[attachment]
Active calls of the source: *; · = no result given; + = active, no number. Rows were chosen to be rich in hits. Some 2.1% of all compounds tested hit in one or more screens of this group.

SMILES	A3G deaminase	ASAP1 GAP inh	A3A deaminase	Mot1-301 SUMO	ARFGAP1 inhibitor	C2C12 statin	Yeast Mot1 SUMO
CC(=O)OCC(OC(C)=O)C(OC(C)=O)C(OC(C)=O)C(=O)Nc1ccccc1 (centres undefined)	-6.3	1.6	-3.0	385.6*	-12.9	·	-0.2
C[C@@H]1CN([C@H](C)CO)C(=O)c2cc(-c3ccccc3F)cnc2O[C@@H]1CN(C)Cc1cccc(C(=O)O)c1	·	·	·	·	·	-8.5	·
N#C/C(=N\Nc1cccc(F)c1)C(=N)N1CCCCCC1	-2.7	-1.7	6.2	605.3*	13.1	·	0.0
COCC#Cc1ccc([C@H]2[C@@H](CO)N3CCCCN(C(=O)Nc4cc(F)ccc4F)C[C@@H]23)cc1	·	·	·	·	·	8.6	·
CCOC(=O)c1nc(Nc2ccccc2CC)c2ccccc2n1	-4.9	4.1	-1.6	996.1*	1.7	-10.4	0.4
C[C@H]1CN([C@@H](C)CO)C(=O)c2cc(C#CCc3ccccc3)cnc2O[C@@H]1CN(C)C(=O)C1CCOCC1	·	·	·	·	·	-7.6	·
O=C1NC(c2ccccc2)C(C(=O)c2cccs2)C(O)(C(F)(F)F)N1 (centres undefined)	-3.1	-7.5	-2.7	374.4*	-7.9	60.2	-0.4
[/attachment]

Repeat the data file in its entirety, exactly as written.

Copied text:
Active calls of the source: *; · = no result given; + = active, no number. Rows were chosen to be rich in hits. Some 2.1% of all compounds tested hit in one or more screens of this group.

SMILES	A3G deaminase	ASAP1 GAP inh	A3A deaminase	Mot1-301 SUMO	ARFGAP1 inhibitor	C2C12 statin	Yeast Mot1 SUMO
CC(=O)OCC(OC(C)=O)C(OC(C)=O)C(OC(C)=O)C(=O)Nc1ccccc1 (centres undefined)	-6.3	1.6	-3.0	385.6*	-12.9	·	-0.2
C[C@@H]1CN([C@H](C)CO)C(=O)c2cc(-c3ccccc3F)cnc2O[C@@H]1CN(C)Cc1cccc(C(=O)O)c1	·	·	·	·	·	-8.5	·
N#C/C(=N\Nc1cccc(F)c1)C(=N)N1CCCCCC1	-2.7	-1.7	6.2	605.3*	13.1	·	0.0
COCC#Cc1ccc([C@H]2[C@@H](CO)N3CCCCN(C(=O)Nc4cc(F)ccc4F)C[C@@H]23)cc1	·	·	·	·	·	8.6	·
CCOC(=O)c1nc(Nc2ccccc2CC)c2ccccc2n1	-4.9	4.1	-1.6	996.1*	1.7	-10.4	0.4
C[C@H]1CN([C@@H](C)CO)C(=O)c2cc(C#CCc3ccccc3)cnc2O[C@@H]1CN(C)C(=O)C1CCOCC1	·	·	·	·	·	-7.6	·
O=C1NC(c2ccccc2)C(C(=O)c2cccs2)C(O)(C(F)(F)F)N1 (centres undefined)	-3.1	-7.5	-2.7	374.4*	-7.9	60.2	-0.4